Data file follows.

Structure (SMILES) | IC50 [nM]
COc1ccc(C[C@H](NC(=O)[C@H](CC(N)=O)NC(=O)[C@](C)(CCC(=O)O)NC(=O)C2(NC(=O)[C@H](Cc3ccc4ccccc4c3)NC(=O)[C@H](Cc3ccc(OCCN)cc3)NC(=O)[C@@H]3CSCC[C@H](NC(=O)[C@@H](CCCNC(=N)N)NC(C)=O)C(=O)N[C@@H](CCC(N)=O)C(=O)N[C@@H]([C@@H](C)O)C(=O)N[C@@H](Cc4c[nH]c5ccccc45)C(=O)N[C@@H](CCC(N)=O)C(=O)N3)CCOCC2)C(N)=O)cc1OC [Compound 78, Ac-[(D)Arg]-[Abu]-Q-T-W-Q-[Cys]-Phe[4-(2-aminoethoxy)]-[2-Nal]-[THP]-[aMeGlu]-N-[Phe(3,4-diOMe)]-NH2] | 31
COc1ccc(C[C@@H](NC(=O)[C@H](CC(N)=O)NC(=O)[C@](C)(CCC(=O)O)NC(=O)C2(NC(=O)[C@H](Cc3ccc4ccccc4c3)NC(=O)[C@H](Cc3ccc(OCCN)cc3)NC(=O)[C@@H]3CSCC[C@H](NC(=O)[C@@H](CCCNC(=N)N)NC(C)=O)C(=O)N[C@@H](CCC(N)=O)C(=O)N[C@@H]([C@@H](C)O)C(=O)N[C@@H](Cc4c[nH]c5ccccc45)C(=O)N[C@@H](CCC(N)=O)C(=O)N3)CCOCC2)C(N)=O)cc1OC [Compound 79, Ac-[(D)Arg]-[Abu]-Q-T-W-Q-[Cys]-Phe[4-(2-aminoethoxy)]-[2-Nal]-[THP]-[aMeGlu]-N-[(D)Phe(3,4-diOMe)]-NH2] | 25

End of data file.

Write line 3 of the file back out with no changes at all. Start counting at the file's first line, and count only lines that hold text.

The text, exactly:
COc1ccc(C[C@@H](NC(=O)[C@H](CC(N)=O)NC(=O)[C@](C)(CCC(=O)O)NC(=O)C2(NC(=O)[C@H](Cc3ccc4ccccc4c3)NC(=O)[C@H](Cc3ccc(OCCN)cc3)NC(=O)[C@@H]3CSCC[C@H](NC(=O)[C@@H](CCCNC(=N)N)NC(C)=O)C(=O)N[C@@H](CCC(N)=O)C(=O)N[C@@H]([C@@H](C)O)C(=O)N[C@@H](Cc4c[nH]c5ccccc45)C(=O)N[C@@H](CCC(N)=O)C(=O)N3)CCOCC2)C(N)=O)cc1OC [Compound 79, Ac-[(D)Arg]-[Abu]-Q-T-W-Q-[Cys]-Phe[4-(2-aminoethoxy)]-[2-Nal]-[THP]-[aMeGlu]-N-[(D)Phe(3,4-diOMe)]-NH2] | 25